No one disputes that the central reason for the county's success is the availability of jobs. The county's unemployment rate of 2.7 percent is about half the national rate.

And, it is anything but clear whether other jurisdictions could reproduce Ottawa County's efforts. For one, the collaboration with religious groups is for some a dangerous flirtation with the constitutionally rigid separation of church and state.

Moreover, Ottawa County is no Detroit or Baltimore. The population of poor families is smaller, more stable, and faces fewer barriers to employment than counterparts in America's big cities.

"What they have done is impressive, but no one should conclude that their feats can simply be replicated everywhere," said David Butler of the Manpower Development Research Corp., a New York-based nonprofit agency that evaluates state and local welfare programs nationwide.

Still, by banding together, Ottawa County has addressed one of the hidden barriers facing the poor: Without family or friends to baby-sit in a pinch, tip them off to an unadvertised job opening or vouch for them when they apply for a job, the country's most needy are often forced to go it alone.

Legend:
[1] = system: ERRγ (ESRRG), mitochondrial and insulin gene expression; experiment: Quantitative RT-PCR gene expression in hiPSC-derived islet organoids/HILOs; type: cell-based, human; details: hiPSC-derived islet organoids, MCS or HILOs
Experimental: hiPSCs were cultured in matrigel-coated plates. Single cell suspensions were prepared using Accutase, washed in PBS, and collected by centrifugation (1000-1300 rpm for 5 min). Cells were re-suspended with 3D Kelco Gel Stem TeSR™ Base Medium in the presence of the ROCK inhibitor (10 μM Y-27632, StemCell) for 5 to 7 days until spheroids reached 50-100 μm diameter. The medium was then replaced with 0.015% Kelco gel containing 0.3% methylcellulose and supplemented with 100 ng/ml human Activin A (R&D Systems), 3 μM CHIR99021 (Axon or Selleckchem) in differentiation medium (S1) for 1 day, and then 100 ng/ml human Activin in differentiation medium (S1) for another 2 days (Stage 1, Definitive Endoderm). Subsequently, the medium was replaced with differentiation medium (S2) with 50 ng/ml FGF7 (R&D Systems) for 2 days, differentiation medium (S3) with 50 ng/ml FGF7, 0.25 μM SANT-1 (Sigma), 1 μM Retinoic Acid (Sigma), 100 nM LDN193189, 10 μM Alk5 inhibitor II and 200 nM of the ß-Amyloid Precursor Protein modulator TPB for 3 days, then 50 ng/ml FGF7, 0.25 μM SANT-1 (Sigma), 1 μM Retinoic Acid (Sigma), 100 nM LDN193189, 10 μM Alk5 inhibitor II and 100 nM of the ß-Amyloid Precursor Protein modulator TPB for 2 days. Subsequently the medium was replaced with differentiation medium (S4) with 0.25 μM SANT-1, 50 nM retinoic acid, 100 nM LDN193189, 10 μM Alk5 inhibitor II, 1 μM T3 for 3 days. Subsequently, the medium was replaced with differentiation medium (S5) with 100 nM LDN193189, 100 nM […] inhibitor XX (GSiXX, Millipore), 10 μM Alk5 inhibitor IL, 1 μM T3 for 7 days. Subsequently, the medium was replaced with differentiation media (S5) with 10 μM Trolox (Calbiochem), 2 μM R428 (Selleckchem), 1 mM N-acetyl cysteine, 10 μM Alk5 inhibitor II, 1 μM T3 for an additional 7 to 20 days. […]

"You're not going to have lasting welfare reform unless you integrate the poor into the economy," said Anna Kondratas, co-director of the New Federalism project for the Urban Institute. "And most of us are integrated into the economy through our social networks."

Lowering that barrier was precisely what this town set out to do for Gloria Garcia.

Twenty-seven and the single mother of five young children, Garcia was homeless and jobless when her caseworker asked her in March if she would like to be coupled with mentors from one of the area churches. She agreed, and parishioners at Hardewyk Christian Reformed Church took up Garcia's cause.

Hampered by day care problems, Garcia had lost her job after failing to show up for work several times.

But Ginny Weerstra, a parishioner at Hardewyk, put in a call to the temporary employment service where Garcia had worked and asked them to give her a second chance.

"I just told her that Gloria had people behind her now when she runs into trouble," Weerstra said of her conversation.

The employer agreed, and Garcia has been working full time since September.

"She's doing wonderful," said Jennifer Reeves, a manager at the company that hired her back. "When Ginny called and said that the church was mentoring her, that gave us a lot more confidence in Gloria."

The church lent Garcia $2,000 to pay off some bad debts and buy a used car. One parishioner, an auto mechanic, accompanied Garcia when she went car shopping, the first time in her life she had done so. She settled on a 1987 Ford Escort.